Golden Eggs in the Wildflower Garden

Wildflowers on the Hill

Wildflowers on the Hill

I’ve shared previously pictures of the patch of wildflowers that are growing on the hillside right now.  Dominated by Larkspur, Cornflowers, Daisies, and Poppies it’s an eclectic mix of delightful colors.  Seated on the bench it provides a nice colorful introduction to the pasture and the pines beyond.  In addition Beth takes stem cuttings from these flowers to refill the various small vases throughout the house.  The other day the cuttings she took came with an additional bonus — some golden eggs that we have never seen before.  I’m thinking now that we should have saved them to see what they developed into…

Golden Eggs on Wildflowers

Golden Eggs on Wildflowers

Golden Eggs from unknown insect

Golden Eggs from Unknown Insect

A few years back Josh and I chose a “Lady in Red” Hydrangea for Beth’s Mother’s Day gift.  It has been on the porch ever since.  This year it has really come into its own.  In addition to pretty reddish foliage when it first emerges the flowers are a lovely light pink shading to violet.  They make nice cut flowers as well.  So far it seems to be quite happy living in the pot year round.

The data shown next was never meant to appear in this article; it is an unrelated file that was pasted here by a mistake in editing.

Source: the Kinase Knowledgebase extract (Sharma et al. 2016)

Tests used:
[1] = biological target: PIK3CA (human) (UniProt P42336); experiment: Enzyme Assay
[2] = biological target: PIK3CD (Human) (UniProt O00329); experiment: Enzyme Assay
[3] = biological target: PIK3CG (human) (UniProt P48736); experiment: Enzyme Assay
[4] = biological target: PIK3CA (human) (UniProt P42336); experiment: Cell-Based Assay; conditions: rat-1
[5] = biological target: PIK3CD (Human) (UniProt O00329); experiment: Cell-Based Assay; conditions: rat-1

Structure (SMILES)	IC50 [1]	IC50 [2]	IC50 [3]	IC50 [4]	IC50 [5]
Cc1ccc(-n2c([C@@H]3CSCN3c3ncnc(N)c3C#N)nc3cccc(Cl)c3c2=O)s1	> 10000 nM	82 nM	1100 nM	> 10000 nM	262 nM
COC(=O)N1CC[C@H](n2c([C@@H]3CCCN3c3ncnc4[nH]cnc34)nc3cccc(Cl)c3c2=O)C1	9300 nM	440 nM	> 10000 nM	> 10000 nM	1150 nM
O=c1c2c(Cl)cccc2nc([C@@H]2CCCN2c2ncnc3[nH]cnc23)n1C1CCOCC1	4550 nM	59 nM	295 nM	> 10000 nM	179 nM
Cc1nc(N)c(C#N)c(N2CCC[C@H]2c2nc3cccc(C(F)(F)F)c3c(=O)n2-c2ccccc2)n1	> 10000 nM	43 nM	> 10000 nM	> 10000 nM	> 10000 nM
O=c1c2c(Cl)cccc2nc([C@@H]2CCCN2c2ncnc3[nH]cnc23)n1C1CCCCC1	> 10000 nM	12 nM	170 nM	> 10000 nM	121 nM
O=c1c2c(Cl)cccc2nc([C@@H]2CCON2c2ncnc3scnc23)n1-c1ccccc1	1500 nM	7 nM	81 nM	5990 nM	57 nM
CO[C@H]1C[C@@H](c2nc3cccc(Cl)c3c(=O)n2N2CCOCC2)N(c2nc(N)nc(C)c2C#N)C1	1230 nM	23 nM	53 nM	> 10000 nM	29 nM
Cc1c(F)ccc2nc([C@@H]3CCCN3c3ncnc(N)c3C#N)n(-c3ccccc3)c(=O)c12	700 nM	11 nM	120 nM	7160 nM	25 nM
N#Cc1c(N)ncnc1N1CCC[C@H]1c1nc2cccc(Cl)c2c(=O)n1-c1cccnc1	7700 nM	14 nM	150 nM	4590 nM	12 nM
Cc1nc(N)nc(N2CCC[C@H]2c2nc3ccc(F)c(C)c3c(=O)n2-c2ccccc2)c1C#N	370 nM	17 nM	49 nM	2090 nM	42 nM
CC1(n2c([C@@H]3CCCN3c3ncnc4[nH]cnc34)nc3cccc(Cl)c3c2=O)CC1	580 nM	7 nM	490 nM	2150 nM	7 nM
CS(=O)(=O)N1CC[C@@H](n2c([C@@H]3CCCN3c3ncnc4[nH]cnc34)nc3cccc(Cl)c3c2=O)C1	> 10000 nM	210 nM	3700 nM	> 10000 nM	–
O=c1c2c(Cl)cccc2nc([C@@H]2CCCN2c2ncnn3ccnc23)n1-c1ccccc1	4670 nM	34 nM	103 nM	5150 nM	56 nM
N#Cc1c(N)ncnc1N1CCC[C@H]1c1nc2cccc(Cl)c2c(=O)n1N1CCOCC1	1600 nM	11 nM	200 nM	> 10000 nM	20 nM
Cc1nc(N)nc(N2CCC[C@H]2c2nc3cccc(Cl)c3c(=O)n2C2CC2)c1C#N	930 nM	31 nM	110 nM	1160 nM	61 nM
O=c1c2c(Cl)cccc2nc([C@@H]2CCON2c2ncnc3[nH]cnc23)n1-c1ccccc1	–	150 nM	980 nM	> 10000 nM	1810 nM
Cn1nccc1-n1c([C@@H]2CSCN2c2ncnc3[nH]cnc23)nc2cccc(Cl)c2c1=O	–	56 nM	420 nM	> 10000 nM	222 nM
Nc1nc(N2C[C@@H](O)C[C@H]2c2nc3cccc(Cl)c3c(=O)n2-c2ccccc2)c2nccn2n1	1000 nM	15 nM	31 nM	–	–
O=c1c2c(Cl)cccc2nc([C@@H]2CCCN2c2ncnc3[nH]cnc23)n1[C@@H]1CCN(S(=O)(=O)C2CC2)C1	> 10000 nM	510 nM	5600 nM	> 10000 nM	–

Hydrangea macrophylla ‘Lady in Red’

Hydrangea macrophylla ‘Lady in Red’

Hydrangea 'Lady in Red' Flower

Hydrangea 'Lady in Red' Flower

I should also note that the newest Ponerorchis (obtained from Asiatica on the open house visit) has flowered and it’s quite different from the ones I bought from Rare Plants in England.  This is a simpler, less complex flower and quite nice in its own right.  Of course it is every bit as tiny as the others (get out your magnifying glass to enjoy the beauty!).

Ponerorchis graminifolia (Asiatica source)

Ponerorchis graminifolia (Asiatica source)

3 comments on “Golden Eggs in the Wildflower Garden

    1. jw

      Interesting bug links. I can’t find any reference to the Yarrow (Achillea millefolium) as the host plant which would help in the ID. Seems to be more than one bug that produces golden eggs 🙂

  1. Holly Chase

    Wonderful photos, John. What is it about BLUE flowers that beguile us so?

    I wish you were coming with us to Turkey, on our botanical tour this October. Our Turkish botanist ( a university prof who is an orchid authority), various local nature guides, and I have other duties on our tours, so it’s nice when a tour member, a good photographer, takes photos to share.

    I know it’s rather hard to imagine fall right now, with spring so late in the Northeast, but any plant-fancier or photographer who wants to visually “capture” myriad endemic crocuses, sternbergias, cyclamen, and galanthus at high elevations in the Toros Mts, should come along. The migratory bee-keepers will be roaming through the pine forests and villagers will be simmering pots of grapes, sumac blossoms, and juniper berries to make those distinctive Turkish fruit syrups known as pekmez…

    I’m trapped inside with my A/C on (here in sticky Florida now) and so dreams of Mediterranean Turkey in October, along with your cooling blue blooms today, make a nice respite.

    We just finished the trip brochures, but they are NOT on my website (full itineraries mailed only on request, so as not to over advertise fragile habitats). But there is an overview:

    http://hollychase.com/botanical-tours/

    Thanks for your lovely shots==